on friday dec. 5th, i went to a critique for students in the retail class. they had to design shops for either biomech mills or the shops at buffalo bridge. my favorite was for a store called overcast. it was a boutique for outerwear and luxury office goods. one of the first reasons i liked it is because of the concept and mood. i LOVE rainy days and overcast weather and the student did a good job of conveying that mood throughout the presentation. i know that i personally was drawn into her design and could visualize it as a real store. i could also tell that she put a lot of thought into developing her ideas from the precedent of a cloudy day streetscape. every detail was thought out and her drawings were amazing.
looking at all the presentations, i learned that it is important to really sell your design and concept. make the audience want to see your plan become a reality. i also learned that every detail is important. skipping a few minor things might not seem like a big deal, but it is guaranteed that somebody will notice it in your presentation. overall, i am looking forward to my future in this program. i got to see the kind of thought and process that goes into design work and i am excited to get to that level!
Tuesday, December 9, 2008
we decided to use a texture of circles and squares to mimic the shapes used by the oasis island directly across from us. we started with the base in the back, but changed to this configuration instead.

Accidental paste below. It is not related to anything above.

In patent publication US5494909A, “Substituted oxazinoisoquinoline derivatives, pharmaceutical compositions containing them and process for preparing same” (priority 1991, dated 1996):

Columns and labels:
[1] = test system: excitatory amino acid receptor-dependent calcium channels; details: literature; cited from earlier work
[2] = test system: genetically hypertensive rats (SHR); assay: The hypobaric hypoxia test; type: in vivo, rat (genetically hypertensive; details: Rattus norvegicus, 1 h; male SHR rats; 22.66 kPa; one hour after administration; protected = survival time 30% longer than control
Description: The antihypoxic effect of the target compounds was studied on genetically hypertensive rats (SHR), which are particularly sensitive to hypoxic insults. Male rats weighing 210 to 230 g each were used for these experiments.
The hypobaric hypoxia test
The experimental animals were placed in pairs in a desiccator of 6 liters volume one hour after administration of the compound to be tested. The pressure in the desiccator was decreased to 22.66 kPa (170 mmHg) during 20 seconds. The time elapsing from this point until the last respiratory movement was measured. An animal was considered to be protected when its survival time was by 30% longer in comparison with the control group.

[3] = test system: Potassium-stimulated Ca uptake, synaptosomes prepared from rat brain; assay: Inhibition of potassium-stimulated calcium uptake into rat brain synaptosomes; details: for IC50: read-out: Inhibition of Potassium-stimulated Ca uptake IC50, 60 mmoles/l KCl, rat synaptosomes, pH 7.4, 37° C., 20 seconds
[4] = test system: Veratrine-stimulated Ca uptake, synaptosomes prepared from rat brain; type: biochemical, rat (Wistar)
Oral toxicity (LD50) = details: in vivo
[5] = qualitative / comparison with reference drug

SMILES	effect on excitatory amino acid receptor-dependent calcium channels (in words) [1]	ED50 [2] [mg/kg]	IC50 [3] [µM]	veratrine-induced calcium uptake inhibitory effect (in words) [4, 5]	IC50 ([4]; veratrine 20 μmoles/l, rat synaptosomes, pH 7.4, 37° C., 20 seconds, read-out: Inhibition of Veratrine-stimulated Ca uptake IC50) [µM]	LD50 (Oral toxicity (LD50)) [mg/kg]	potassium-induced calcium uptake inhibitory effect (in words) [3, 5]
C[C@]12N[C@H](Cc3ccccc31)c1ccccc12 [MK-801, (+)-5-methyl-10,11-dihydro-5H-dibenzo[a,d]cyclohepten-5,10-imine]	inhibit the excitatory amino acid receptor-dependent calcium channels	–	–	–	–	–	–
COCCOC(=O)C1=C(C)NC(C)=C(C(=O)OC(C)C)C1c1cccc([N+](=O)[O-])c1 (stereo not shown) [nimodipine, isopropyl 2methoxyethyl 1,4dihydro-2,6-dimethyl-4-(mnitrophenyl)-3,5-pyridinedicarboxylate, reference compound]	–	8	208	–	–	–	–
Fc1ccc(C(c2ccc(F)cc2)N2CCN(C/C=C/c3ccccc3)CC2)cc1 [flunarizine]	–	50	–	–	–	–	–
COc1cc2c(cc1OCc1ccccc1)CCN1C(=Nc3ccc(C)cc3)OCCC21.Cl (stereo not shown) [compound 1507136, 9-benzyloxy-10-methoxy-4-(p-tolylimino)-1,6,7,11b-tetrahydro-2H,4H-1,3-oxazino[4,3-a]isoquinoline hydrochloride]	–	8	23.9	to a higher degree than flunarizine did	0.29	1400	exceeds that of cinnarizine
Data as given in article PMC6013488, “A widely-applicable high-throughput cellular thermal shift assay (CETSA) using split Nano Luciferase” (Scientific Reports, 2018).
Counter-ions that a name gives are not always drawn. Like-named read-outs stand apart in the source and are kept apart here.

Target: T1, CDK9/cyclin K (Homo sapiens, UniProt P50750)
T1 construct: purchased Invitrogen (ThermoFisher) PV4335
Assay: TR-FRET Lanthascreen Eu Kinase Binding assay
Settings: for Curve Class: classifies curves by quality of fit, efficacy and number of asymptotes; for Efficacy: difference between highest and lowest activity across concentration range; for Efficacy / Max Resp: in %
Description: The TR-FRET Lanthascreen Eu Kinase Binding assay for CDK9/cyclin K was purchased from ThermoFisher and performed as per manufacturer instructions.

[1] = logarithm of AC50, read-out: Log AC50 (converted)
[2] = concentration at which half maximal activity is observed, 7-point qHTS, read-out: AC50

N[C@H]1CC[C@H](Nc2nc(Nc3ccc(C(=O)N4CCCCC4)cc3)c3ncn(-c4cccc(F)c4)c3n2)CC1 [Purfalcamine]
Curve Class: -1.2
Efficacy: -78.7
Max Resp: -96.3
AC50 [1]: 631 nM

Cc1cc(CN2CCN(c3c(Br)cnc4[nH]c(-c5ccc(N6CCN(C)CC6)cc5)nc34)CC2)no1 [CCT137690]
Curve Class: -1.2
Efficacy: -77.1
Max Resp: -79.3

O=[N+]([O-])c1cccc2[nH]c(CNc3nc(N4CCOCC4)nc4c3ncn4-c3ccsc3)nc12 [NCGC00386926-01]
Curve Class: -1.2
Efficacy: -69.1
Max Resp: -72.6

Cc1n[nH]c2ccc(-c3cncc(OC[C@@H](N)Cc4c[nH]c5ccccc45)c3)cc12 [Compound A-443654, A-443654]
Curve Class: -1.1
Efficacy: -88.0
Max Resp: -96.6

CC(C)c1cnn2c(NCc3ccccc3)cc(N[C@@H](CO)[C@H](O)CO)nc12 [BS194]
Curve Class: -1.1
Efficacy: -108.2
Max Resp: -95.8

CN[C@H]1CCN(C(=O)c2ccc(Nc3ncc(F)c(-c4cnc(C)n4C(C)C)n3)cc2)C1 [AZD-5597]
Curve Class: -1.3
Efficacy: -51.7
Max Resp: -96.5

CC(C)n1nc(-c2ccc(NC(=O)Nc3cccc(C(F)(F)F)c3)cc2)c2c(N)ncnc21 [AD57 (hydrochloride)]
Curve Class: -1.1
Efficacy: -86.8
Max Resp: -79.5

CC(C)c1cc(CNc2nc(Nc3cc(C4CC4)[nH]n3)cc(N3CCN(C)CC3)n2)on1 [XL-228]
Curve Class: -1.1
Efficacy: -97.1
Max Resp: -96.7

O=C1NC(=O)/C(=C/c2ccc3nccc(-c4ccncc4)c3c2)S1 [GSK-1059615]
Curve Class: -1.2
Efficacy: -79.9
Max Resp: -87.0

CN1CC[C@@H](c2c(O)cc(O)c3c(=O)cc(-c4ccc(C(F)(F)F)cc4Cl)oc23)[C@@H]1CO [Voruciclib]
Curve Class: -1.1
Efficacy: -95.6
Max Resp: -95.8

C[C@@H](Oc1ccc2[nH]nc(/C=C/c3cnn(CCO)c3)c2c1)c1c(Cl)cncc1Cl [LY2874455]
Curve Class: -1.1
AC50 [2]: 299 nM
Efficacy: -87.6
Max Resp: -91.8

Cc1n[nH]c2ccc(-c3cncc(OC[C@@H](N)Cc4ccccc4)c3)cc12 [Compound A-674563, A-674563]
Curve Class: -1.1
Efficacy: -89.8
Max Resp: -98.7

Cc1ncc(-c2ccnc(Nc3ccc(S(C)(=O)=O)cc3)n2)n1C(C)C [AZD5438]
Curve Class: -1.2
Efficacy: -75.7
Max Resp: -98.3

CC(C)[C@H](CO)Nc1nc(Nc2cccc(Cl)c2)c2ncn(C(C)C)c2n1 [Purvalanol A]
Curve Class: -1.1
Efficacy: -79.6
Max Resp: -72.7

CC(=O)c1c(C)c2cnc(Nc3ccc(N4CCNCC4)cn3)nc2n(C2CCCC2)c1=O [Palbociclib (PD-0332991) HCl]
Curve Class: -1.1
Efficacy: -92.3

here is the mold for our final casting...
here i was cutting circles out of foam for the mold.
Monday, December 8, 2008
we made our first model 12 in x 12in. above is the mold for the top of our structure, below is the base, which is uniform throughout the four structures in the building edge.
when we took the concrete out of the mold, it ended up cracking. this told us that we needed a bigger aggregate than kitty litter. so for the next model, we used pea pebbles.
our first task was to do research about the history of the gatewood/weatherspoon parking lot. my group found out that in 1891 before the university opened, the land where gatewood is consisted of farmland. the area was unsuccessful as farmland and was willingly converted into the university. through the 1970s, the area around gatewood was residential. eventually the area was cleared for a gravel parking lot and later the gatewood building and the current parking lot.
Thursday, December 4, 2008
these are my original four drawings ... that got a little damaged :( it was a challenge to get the drawings to look just like the pictures, but it was easier once i got my vanishing points right. i decided to redo the top left drawing.